The European governing body, UEFA, has today released a six-part documentary series, Equals, with the aim of putting viewers one-on-one with some of the top stars in the women’s game like never before. In it, some of the top stars of the game reveal how they dealt with missing the UEFA Women’s Euro.
Currently five of the players ranked in the top twenty for the Ballon D’Or are out of the game having suffered ruptures to their anterior cruciate ligaments (ACL), an injury that studies are beginning to show are far more prevalent in the women’s game than the men’s. It is estimated that in 2022, 57 players in the top six women’s leagues suffered the injury.
The highest profile is the two-time world player of the Year, Alexia Putellas who missed last summer’s UEFA Women’s Euro finals, going down with an ACL in her left knee just a day before the tournament started. She expressed how the realization of her situation did not dawn on her immediately. “It was really hard to take. I wasn’t really aware I wouldn’t be able to play until after my surgery. Many days went by where by body didn’t feel any different, until ten days after when I started to feel sad about the euro.”
Simone Magill of Northern Ireland is one of two players featured in episode three of the series who suffered the injury during the tournament. Having never qualified for a major international championships before, Magill’s tournament was ended after just 79 for her first game against Norway. “I immediately knew I had done something really, really bad. Why has this had to happen to me? I was just so angry and upset, as opposed to being in pain in that moment.”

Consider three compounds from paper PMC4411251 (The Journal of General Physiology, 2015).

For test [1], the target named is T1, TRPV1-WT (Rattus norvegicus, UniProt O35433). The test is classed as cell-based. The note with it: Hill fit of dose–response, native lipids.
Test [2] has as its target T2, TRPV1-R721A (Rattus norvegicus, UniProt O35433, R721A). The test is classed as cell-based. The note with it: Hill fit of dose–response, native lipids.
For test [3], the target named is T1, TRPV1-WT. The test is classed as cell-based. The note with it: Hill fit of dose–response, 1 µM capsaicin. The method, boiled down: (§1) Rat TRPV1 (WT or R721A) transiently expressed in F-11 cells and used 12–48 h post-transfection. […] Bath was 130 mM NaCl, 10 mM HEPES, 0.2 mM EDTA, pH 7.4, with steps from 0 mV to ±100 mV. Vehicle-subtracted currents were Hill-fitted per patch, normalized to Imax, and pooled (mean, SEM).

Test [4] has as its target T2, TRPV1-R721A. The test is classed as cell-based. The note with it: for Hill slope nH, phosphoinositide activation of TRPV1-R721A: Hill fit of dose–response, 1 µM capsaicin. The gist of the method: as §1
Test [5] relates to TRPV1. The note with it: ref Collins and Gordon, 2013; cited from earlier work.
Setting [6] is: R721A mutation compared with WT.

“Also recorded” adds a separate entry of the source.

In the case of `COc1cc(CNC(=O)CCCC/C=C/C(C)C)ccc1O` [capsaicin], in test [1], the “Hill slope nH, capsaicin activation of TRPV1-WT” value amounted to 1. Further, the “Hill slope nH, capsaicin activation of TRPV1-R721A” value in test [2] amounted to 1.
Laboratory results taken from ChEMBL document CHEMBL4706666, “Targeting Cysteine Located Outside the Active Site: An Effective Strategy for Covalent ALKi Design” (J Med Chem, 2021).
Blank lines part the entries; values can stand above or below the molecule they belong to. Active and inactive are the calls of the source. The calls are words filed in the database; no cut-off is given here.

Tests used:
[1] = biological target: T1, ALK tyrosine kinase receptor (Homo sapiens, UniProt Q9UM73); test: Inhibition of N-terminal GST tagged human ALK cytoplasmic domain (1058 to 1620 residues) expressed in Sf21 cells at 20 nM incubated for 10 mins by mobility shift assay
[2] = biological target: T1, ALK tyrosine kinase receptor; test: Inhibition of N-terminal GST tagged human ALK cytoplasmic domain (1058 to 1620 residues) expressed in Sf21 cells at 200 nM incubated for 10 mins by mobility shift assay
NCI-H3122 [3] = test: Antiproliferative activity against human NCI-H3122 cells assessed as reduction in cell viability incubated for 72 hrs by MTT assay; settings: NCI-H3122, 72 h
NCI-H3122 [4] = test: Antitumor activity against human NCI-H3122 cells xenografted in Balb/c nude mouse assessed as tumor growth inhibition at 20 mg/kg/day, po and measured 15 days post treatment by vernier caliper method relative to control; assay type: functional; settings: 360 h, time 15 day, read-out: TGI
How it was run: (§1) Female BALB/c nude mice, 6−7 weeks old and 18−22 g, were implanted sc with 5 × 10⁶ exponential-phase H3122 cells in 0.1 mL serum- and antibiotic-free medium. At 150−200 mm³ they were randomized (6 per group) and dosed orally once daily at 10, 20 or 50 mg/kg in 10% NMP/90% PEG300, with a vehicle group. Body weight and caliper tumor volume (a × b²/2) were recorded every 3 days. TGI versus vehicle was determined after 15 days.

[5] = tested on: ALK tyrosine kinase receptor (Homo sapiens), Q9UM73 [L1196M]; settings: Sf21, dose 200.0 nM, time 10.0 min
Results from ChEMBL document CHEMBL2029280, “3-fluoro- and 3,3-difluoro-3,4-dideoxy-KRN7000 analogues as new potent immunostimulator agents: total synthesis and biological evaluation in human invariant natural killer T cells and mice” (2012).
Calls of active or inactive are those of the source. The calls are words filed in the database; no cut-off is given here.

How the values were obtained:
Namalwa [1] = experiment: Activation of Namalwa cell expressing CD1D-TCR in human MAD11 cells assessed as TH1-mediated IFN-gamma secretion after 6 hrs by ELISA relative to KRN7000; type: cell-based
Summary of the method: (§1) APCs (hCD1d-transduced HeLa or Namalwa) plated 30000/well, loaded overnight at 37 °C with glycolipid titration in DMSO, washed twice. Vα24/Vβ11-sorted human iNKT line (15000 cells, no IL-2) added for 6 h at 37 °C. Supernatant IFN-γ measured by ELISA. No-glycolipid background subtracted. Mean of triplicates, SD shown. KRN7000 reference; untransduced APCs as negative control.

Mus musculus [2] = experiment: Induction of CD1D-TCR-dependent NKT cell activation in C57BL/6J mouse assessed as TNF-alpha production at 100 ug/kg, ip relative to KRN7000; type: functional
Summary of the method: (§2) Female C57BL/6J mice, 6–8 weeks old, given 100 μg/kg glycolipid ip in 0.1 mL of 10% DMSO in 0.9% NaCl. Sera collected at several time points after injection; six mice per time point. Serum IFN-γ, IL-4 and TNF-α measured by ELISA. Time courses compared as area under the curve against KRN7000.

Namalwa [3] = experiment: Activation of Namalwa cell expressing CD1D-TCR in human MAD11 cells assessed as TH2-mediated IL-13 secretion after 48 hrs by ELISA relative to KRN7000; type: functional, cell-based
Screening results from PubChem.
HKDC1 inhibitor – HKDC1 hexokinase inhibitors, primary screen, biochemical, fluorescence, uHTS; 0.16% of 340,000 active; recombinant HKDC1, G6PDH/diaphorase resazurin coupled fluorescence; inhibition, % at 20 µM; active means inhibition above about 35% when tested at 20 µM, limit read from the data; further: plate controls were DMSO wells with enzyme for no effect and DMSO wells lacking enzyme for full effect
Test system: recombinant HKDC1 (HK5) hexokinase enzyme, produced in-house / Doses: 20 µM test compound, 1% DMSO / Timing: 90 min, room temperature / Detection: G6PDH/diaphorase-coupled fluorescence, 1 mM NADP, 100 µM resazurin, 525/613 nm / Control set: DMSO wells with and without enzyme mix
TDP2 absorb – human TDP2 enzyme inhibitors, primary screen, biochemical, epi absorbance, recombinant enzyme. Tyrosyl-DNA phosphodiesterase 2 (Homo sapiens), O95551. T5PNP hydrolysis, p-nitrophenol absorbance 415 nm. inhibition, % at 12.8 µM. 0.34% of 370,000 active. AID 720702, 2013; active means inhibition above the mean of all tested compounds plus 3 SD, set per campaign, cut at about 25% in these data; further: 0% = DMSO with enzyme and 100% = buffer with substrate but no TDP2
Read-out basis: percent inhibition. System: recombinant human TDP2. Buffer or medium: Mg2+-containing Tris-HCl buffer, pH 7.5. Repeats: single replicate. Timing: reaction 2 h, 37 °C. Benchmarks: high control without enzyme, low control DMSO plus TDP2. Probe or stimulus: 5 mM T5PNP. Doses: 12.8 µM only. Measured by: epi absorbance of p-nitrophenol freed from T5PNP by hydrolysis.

“It is just shattering. You just think as an athlete. I’m out for such a long period of time. That’s the bit that gets you. Until you’re in that, I don’t think anyone can understand how tough that is.” Six months on, Magill is yet to return to the game.
Ali Monajati, Director of Performance at Crystal Palace, is also a specialist in ACL injury prevention in elite female players. He explained that “female players, depending on different studies, are three to six times more likely to suffer from ACL injuries and there are several reasons behind this. Part of the reasons are hormonal, some of them are anatomical, some of them are muscular The ACL injury in football is like a cancer in their life.”
Speaking just before Christmas, Chelsea manager Emma Hayes was adamant that the increase in ACL injuries has nothing to do with female players taking part in more games. “This is not as simplistic as that. We don’t play anywhere near the number of games they do in the men’s game, but they don’t have the same number of this type of injury. It is a much bigger conversation. It’s about knowledge. Is the knowledge there to be able to deliver what is required to keep players on the pitch?”
“I think the ACL injuries is certainly something concerning and I hope we will soon find out what the reasons are for so many injuries”, concurred Nadine Kessler, the managing director of women’s football for UEFA, a former women’s World Player of the Year, who’s own career was prematurely ended by persistent knee injuries at the age of 28.
“Speaking of experience of injuries,” she went on, “I think people have no understanding of how isolating an injury can be, especially for someone who is used to being surrounded by people, your friends, 24/7. In a job, in a profession, that is very structured, very organized, very routine-based so it is a very tough time, mentally, of course for players.”
Kessler hopes the series which features many more top female players, such as Ada Hegerberg, Vivianne Miedema and Leah Williamson, will five fans an unparalleled insight to the top level of the women’s game. “I am incredibly grateful towards the players that shared their stories and emotions for this series in the midst of last summer’s historic UEFA Women’s Euro 2022. Because of that, Equals gives viewers unprecedented access with the top stars in our sport, from the highest of highs to the lowest of lows. Fans will experience the game like never before, as well as better understand the exciting future that lies ahead for women’s football.”
Equals is out now to watch on UEFA.tv which is also available on PlayStation (PS4 and PS5), Hisense VIDAA Smart TVs, Android and iOS (mobile and tablet), Apple TV, Android TV, Amazon Fire TV